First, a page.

NSW restaurants and pubs are skirting new restrictions on smoking by converting outdoor dining areas into smokers-only zones, a move the NSW government admitted it is essentially powerless to stop.
The new regulations -- making it an offence to smoke within four metres of a dining area in a pub, club, restaurant or café -- were meant to encourage owners to phase out smoking. However, many establishments across NSW have flipped the law on its head, turning outdoor areas previously shared by diners and smokers into smoking-only areas, essentially barring diners from eating alfresco.
Just weeks into the new system, public health official Audrey Maag said a “majority of businesses in NSW have created smoke-free dining environments,” but conceded there was little recourse for NSW Health to address businesses stubbing out dining for smoking.
“How hospitality businesses choose to use their venue is their business,” Maag said.
“Four out of five people support smoke-free outdoor dining. We hope they will respond to customer demand.”
An information sheet on the department’s website states, “the new law does not prevent the creation of designated outdoor smoking areas in licensed premises and restaurants.”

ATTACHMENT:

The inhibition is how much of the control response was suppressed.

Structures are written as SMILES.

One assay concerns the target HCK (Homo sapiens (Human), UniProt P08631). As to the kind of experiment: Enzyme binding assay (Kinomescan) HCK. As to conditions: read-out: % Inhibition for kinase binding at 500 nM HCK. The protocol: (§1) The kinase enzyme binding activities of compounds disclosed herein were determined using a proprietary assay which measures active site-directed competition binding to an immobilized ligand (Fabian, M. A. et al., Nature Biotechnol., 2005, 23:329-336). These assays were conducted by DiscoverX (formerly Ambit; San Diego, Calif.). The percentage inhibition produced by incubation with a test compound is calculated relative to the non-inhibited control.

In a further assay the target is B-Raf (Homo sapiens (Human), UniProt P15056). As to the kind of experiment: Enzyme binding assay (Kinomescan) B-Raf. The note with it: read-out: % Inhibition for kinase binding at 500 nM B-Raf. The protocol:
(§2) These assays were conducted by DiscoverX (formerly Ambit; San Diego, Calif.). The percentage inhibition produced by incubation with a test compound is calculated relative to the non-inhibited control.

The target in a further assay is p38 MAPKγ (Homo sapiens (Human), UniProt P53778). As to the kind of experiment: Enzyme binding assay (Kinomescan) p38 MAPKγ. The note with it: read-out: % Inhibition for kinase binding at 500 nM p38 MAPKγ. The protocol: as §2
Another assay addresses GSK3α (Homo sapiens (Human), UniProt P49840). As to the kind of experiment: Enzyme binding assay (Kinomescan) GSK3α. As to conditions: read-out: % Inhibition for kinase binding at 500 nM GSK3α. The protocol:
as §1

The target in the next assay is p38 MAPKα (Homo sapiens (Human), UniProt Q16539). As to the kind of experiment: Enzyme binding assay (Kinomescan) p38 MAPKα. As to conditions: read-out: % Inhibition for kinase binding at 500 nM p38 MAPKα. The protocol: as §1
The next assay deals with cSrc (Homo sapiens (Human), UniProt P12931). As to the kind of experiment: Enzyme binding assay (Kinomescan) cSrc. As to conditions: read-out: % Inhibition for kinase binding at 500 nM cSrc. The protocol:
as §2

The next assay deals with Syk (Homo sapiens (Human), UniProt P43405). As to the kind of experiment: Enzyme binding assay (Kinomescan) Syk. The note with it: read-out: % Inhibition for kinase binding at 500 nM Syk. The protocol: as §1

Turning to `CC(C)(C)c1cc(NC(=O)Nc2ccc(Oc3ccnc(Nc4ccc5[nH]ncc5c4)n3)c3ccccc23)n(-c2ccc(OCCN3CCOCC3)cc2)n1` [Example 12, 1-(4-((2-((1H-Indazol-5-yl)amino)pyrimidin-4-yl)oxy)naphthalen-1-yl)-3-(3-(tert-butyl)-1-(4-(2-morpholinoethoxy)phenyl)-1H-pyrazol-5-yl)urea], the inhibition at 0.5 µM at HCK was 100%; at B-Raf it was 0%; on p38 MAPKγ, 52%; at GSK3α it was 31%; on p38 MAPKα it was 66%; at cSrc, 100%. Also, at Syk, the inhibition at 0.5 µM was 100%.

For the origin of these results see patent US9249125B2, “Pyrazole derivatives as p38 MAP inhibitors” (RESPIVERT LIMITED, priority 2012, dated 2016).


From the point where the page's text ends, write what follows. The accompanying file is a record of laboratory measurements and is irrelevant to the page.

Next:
Maag, acting deputy director in NSW Health’s Centre for Population Health, said inspectors had detected only 11 breaches from 500 venues so far*. Despite penalties of up to $5500 for proprietors flouting the regulations and on-the-spot $300 fines for patrons, she said no fines had yet been issued for breaches.
“Any non-compliance, inspectors are working with them, and those 11 businesses will have follow-up measures. There have been no fines at this stage,” she said.
“The first visit is about helping businesses and patrons to comply, but on a return visit, on the spot fines can be given to patrons. The aim is to achieve compliance, not to penalise.”
Dr Becky Freeman, a research fellow in the School of Public Health at the University of Sydney, criticised the new laws for not going far enough in protecting diners from second-hand smoke.
She said the laws had led to “confusion” among diners.
“Including this exception for outdoor areas is a way of not going all the way - where you can have outdoor smoking if you don’t serve food. It would have been much cleaner for me if it was just no outdoor smoking,” Freeman said.
“I’m not in charge of enforcement of these laws, but so few people smoke now. I can’t see how business decisions are being made to cut out an arm of your business like that… I would be surprised if establishments that didn’t cater to the non-smoking majority don’t change in future.”
She claimed just 14 per cent of NSW residents were smokers, and that the number was “going down every year.”
“It wouldn’t surprise me if these laws were revisited soon, and strengthened,” Freeman said.
* Figures accurate as of mid-August.